## Building up on electron configurations

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plopezcordon_4C
Posts: 23
Joined: Fri Jun 23, 2017 11:39 am

### Building up on electron configurations

I get confused with electron configurations once I reach the p-block of any row. I feel like when you get to the first element on the p-block you shouldn't really include it since it's 1. Can someone please explain to me a little more clearly on what to do.Sorry I get pretty lost

Daniela_Chem14A
Posts: 27
Joined: Tue Nov 15, 2016 3:00 am

### Re: Building up on electron configurations

I'm not really sure what you're exactly confused about but, I'm going to try to help as much as I possibly can.

The first thing you should know is that the rows are numbered and those numbers are the coefficients of the orbitals of the elements. For example, the 1st row is numbered 1 so the elements are written as Hydrogen=1s^1, Helium= 1s^2. If it were the second row, the configurations for the elements would be written as 2s^1 for Lithium, 2s^2 for Be, and so on. D-orbitals are special because it starts off with 3 as the coefficient even though they are located on row 4 but, this is something you should just memorize. The next thing you should memorize are the blocks. Know that the blocks refer to orbitals. Now your problem is dealing with p-blocks so first remember that the coefficient rule still applies. Then you should know that the p-block can hold up to 6 electrons. The way you write configurations is just by counting. The first column of the p-block will be raised to the power of 1, the second to the power of two, the third to the power of 3 and so on until you get to the power of 6. You repeat this for every row and the only thing that changes are the coefficient as you go down the rows that increase by 1. Also, make sure you know that all these numbers written as powers are referring to the number of electrons of each element in each orbital.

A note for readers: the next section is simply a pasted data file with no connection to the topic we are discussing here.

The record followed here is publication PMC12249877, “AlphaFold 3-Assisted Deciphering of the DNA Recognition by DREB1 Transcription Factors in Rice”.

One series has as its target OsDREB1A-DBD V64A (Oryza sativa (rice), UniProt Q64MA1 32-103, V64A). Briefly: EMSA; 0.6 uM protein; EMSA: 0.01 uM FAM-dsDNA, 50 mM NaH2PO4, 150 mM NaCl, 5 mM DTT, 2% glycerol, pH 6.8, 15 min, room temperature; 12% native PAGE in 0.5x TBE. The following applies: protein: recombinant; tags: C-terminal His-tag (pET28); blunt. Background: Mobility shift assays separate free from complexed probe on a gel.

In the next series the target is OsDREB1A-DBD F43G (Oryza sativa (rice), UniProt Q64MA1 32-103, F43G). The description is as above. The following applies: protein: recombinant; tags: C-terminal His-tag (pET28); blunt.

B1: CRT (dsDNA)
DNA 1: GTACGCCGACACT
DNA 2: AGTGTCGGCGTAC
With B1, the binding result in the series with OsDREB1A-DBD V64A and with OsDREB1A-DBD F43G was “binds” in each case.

Hope this helps!

Payton Schwesinger 1J
Posts: 45
Joined: Fri Sep 29, 2017 7:04 am

### Re: Building up on electron configurations

The first element in the P block has one electron in its P orbital, which is written as Px^1. As you move right, you will add one electron to the Py orbital and then the Pz orbital, and then begin to fill up the orbitals from the beginning until you reach the element at the end of that row, where the whole p orbital is full (6 electrons total).

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